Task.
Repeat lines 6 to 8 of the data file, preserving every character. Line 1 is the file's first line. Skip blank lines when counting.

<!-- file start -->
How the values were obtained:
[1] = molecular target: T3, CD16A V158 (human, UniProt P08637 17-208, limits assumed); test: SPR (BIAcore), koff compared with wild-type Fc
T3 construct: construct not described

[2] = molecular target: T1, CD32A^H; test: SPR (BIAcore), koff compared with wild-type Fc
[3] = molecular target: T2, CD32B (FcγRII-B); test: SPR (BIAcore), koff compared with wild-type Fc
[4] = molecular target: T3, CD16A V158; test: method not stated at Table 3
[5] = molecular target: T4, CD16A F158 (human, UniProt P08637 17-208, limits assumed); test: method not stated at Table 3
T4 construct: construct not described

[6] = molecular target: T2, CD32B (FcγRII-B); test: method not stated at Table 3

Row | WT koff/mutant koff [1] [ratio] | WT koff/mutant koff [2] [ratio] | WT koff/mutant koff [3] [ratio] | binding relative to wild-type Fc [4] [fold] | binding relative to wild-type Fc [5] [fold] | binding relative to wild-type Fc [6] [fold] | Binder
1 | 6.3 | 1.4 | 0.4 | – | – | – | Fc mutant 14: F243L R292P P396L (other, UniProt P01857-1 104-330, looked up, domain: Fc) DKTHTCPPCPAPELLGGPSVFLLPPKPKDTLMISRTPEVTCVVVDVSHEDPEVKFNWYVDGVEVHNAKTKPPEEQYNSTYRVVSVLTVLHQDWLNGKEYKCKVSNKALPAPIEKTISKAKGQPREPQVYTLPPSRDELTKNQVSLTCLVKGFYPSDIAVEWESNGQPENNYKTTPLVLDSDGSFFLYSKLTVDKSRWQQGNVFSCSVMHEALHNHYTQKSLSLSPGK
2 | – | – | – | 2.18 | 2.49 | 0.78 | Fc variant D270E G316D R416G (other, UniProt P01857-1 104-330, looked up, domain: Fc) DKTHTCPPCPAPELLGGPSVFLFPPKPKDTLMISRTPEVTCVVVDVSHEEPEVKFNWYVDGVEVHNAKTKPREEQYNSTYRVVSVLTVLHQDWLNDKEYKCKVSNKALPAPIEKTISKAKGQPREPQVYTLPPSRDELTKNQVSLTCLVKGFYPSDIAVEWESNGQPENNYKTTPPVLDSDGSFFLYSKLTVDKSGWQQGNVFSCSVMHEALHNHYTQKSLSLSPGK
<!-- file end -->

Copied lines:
[4] = molecular target: T3, CD16A V158; test: method not stated at Table 3
[5] = molecular target: T4, CD16A F158 (human, UniProt P08637 17-208, limits assumed); test: method not stated at Table 3
T4 construct: construct not described